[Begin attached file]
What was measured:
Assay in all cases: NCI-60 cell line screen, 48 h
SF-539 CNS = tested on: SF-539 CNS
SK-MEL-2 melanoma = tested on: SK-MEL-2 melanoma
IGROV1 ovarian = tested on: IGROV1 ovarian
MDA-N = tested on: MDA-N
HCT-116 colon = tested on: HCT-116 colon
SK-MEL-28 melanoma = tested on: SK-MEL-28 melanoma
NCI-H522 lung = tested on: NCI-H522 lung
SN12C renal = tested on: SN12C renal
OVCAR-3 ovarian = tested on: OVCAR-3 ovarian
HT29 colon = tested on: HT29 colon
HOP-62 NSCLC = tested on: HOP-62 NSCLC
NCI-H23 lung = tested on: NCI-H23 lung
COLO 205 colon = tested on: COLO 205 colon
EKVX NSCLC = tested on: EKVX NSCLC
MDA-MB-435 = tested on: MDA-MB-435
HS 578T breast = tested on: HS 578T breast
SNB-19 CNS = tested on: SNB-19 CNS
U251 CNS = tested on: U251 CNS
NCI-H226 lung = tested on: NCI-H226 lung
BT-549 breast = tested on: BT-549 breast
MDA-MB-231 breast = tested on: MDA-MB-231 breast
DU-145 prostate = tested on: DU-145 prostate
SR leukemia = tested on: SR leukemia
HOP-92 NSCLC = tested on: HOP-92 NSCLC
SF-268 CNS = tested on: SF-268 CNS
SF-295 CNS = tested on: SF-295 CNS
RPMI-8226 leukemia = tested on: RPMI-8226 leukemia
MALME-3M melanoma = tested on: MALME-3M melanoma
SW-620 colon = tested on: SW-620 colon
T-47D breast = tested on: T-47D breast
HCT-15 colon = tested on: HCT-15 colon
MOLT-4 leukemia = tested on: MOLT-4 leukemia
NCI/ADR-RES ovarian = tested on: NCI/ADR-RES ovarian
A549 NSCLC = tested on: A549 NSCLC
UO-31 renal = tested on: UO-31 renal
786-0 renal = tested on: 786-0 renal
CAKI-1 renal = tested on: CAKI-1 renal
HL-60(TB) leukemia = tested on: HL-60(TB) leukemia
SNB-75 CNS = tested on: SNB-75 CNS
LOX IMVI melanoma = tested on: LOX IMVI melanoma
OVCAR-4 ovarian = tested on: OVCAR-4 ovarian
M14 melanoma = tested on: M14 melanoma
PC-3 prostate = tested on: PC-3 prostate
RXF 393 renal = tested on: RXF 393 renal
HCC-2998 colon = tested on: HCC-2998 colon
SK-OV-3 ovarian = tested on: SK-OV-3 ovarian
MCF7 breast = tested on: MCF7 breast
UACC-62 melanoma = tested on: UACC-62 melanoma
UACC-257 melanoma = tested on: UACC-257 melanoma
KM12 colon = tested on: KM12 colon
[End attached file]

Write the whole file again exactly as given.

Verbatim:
What was measured:
Assay in all cases: NCI-60 cell line screen, 48 h
SF-539 CNS = tested on: SF-539 CNS
SK-MEL-2 melanoma = tested on: SK-MEL-2 melanoma
IGROV1 ovarian = tested on: IGROV1 ovarian
MDA-N = tested on: MDA-N
HCT-116 colon = tested on: HCT-116 colon
SK-MEL-28 melanoma = tested on: SK-MEL-28 melanoma
NCI-H522 lung = tested on: NCI-H522 lung
SN12C renal = tested on: SN12C renal
OVCAR-3 ovarian = tested on: OVCAR-3 ovarian
HT29 colon = tested on: HT29 colon
HOP-62 NSCLC = tested on: HOP-62 NSCLC
NCI-H23 lung = tested on: NCI-H23 lung
COLO 205 colon = tested on: COLO 205 colon
EKVX NSCLC = tested on: EKVX NSCLC
MDA-MB-435 = tested on: MDA-MB-435
HS 578T breast = tested on: HS 578T breast
SNB-19 CNS = tested on: SNB-19 CNS
U251 CNS = tested on: U251 CNS
NCI-H226 lung = tested on: NCI-H226 lung
BT-549 breast = tested on: BT-549 breast
MDA-MB-231 breast = tested on: MDA-MB-231 breast
DU-145 prostate = tested on: DU-145 prostate
SR leukemia = tested on: SR leukemia
HOP-92 NSCLC = tested on: HOP-92 NSCLC
SF-268 CNS = tested on: SF-268 CNS
SF-295 CNS = tested on: SF-295 CNS
RPMI-8226 leukemia = tested on: RPMI-8226 leukemia
MALME-3M melanoma = tested on: MALME-3M melanoma
SW-620 colon = tested on: SW-620 colon
T-47D breast = tested on: T-47D breast
HCT-15 colon = tested on: HCT-15 colon
MOLT-4 leukemia = tested on: MOLT-4 leukemia
NCI/ADR-RES ovarian = tested on: NCI/ADR-RES ovarian
A549 NSCLC = tested on: A549 NSCLC
UO-31 renal = tested on: UO-31 renal
786-0 renal = tested on: 786-0 renal
CAKI-1 renal = tested on: CAKI-1 renal
HL-60(TB) leukemia = tested on: HL-60(TB) leukemia
SNB-75 CNS = tested on: SNB-75 CNS
LOX IMVI melanoma = tested on: LOX IMVI melanoma
OVCAR-4 ovarian = tested on: OVCAR-4 ovarian
M14 melanoma = tested on: M14 melanoma
PC-3 prostate = tested on: PC-3 prostate
RXF 393 renal = tested on: RXF 393 renal
HCC-2998 colon = tested on: HCC-2998 colon
SK-OV-3 ovarian = tested on: SK-OV-3 ovarian
MCF7 breast = tested on: MCF7 breast
UACC-62 melanoma = tested on: UACC-62 melanoma
UACC-257 melanoma = tested on: UACC-257 melanoma
KM12 colon = tested on: KM12 colon